Deborah: A bee in peace. A wasp in war


Just as we imbibed lessons from the leadership experiences of Adam, Noah, Abraham, Joseph, Moses, Rahab and Joshua, we are lingering over the character traits of effective leaders, as we study the Judges. In Series 21, we gain insight into the power generated by a well-integrated personality that lives authentically in every role. Deborah was a spiritual leader and prophetess in Israel, the Judge and head of government, a military strategist who rose up to the occasion in mustering the nation to war, a poet and collaborator in music, and a woman who identified her womanhood without any belittling or entitlements of gender. Deborah was a woman who threaded and wielded effectiveness in different roles with pure integrity and powerful coherence.

Judges 4, 5
Ten men sat with their robes trailing around their feet and their heads hanging low. It had been a strange day since they gathered that morning to work in Deborah’s court. She had been praying and keening all night and they did not know what to make of the sounds she was making.

And unlike her usual elegant self, she was sweating profusely and seemed unaware of it. Her fragrant hair wrapped in a turban had escaped tendrils bouncing untidily all around her head. People had gathered for her counsel and words but she seemed oblivious of them. No one knew how to start the business of the day.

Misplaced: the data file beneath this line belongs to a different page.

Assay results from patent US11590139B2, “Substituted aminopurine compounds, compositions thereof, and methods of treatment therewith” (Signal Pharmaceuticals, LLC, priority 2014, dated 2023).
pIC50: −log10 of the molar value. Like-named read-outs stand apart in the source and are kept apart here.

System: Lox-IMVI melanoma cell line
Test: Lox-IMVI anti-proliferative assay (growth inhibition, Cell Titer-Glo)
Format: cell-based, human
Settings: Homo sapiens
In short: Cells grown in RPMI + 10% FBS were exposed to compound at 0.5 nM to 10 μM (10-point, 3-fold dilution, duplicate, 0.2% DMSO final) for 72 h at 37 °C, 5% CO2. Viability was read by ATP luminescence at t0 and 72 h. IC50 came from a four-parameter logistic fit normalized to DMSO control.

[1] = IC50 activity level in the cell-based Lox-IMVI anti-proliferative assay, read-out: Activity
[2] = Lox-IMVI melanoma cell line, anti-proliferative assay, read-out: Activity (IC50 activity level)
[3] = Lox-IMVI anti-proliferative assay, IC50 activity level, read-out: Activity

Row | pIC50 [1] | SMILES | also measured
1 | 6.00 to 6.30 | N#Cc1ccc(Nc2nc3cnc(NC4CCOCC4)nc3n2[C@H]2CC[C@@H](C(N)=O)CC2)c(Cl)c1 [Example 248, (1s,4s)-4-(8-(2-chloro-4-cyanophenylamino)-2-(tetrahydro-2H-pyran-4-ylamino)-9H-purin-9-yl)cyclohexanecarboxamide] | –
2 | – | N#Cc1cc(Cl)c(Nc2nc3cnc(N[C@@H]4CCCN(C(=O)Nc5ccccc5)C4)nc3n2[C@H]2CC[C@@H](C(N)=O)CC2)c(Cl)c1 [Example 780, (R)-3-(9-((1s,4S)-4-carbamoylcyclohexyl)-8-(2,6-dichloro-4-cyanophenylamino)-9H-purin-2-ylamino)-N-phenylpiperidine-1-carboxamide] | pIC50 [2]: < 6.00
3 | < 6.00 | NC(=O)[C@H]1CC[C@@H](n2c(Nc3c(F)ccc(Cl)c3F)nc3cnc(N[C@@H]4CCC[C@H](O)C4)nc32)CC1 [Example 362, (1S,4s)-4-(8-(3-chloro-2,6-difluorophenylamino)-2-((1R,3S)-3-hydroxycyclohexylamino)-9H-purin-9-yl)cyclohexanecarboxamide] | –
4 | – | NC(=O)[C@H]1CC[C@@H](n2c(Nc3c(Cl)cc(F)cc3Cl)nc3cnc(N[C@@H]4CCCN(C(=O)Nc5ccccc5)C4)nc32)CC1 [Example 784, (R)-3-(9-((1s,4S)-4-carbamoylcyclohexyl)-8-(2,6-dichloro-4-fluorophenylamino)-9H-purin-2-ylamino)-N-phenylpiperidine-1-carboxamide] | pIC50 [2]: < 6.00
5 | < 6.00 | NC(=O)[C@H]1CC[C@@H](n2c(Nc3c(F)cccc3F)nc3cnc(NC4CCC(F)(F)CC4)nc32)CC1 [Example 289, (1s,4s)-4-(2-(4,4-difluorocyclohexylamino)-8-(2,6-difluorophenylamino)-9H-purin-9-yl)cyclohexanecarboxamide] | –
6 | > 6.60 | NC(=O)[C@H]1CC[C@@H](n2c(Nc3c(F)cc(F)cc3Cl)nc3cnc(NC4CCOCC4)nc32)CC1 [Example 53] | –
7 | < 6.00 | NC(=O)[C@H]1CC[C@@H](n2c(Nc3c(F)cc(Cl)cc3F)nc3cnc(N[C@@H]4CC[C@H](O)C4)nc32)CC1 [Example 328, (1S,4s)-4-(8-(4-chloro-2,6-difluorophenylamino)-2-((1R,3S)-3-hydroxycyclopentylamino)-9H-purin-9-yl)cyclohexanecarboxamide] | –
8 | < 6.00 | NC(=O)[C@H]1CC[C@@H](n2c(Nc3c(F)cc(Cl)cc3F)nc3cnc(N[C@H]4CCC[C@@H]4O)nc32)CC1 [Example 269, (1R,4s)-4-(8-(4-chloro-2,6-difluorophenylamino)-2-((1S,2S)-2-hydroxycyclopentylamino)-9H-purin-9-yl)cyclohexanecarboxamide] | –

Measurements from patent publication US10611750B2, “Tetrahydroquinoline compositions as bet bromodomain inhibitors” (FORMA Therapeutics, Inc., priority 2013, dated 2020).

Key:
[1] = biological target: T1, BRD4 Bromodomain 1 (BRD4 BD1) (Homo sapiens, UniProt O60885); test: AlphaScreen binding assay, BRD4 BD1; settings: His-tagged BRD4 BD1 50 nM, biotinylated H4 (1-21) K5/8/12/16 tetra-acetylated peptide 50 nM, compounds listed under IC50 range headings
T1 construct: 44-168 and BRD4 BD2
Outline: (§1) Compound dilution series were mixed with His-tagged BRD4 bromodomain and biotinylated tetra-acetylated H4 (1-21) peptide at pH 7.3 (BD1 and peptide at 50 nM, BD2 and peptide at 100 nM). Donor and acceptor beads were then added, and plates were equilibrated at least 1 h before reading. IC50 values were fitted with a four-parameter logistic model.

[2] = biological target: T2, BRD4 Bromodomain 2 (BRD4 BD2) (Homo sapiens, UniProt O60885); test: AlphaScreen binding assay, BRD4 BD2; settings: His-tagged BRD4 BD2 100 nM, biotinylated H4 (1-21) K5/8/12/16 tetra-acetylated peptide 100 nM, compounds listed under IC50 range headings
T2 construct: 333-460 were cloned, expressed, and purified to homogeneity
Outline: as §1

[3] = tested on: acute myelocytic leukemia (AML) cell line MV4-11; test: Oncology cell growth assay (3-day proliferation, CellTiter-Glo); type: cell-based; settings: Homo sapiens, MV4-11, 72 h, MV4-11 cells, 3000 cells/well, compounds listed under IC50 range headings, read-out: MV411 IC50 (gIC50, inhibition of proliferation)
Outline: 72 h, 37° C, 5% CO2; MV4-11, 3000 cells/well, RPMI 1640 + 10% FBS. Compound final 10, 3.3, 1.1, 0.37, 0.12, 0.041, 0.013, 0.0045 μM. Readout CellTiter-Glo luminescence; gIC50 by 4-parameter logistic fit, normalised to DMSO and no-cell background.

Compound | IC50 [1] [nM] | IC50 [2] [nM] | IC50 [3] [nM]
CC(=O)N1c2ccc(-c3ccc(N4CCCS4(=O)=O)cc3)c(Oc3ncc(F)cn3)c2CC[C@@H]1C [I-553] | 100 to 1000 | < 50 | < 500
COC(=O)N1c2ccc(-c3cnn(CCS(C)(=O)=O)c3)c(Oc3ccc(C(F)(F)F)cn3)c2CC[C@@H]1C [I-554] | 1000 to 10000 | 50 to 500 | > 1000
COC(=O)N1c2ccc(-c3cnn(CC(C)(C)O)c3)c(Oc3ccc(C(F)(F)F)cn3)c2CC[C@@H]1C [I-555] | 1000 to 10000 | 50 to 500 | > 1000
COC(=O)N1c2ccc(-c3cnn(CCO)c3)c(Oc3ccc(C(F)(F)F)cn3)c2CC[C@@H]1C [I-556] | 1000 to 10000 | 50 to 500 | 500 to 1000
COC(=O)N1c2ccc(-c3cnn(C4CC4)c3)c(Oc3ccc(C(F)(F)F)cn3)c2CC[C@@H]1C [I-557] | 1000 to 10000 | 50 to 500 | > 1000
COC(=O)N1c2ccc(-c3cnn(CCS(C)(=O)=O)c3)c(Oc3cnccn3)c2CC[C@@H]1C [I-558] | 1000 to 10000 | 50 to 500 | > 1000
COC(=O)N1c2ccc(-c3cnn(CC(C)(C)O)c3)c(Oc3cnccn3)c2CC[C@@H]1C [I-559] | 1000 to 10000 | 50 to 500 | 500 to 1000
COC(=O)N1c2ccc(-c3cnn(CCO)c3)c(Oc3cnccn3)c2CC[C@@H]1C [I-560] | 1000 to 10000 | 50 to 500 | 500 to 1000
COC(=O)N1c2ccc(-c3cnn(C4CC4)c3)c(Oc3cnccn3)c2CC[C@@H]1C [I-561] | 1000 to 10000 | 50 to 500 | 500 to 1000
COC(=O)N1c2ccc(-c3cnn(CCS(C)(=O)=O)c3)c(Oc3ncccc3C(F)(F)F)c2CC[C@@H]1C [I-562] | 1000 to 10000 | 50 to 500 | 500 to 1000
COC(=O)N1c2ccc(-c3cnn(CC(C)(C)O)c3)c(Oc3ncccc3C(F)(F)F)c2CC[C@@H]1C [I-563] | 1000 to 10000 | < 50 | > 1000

She pointed a long finger at one man. ‘Go and fetch Barak son of Ahinoam out of Kedesh-naphtali. The lord has spoken to him!’ The man stood up slowly. A four day journey lay ahead of him. He sighed deeply and set off to prepare. Heads went even lower. And all wandered what was about to break loose.

Deborah disappeared into her private quarters close to the court. When she assumed her seat, it was as if nothing out of the ordinary had happened that morning. Everyone looked at the woman they respected and adored and hoped the strange moment had passed. But the low clouds did not lift.

Barak arrived in a flourish. He was a judge in Naphtali whose decisions were often brought to Deborah to confirm or overturn. He did not look like he had been travelling only two days. His eyes were distended and hair as disheveled as Deborah’s had been four days ago. Deborah did not attend to him until everyone was gone.

Well. Are you going to obey God or not?’ Barak only looked at his feet.

If you will go with me, then I will go: but if you will not go with me, then I will not go

Deborah looked up in horror, shaking like a leaf. ‘Even after hearing the word of the Lord? Even after the Lord’s provision? Has the Lord God of Israel not commanded you saying: Go and draw towards mount Tabor, and take with you ten thousand men of Naphtali and Zebulun? Did He not tell you that He will draw Sisera to the river Kishon with his chariots and multitude and deliver him into your hand? How do you hesitate?

Barak set his lips stubbornly. Deborah shook with anger. Have the men of Israel come to this? Shamgar the son of Anath had turned out to be a disappointment. After slaying six hundred Philistines with an ox goad a few months before the death of Ehud in his seventieth year and being held up as the natural successor of Ehud, it turned out that giving him the mantle of leadership had been a terrible mistake.

He loved new gods. The shrines Ehud had burnt during his seventy prosperous years of judging Israel by the laws of Moses began to sprout along the highways and byways like strange dolls. And with them came murders and blood sacrifices. Danger and insecurities became the norm in Israel. In the tenth year of Shamgar’s leadership, Jabin king of Canaan and his captain Sisera seized control over Israel.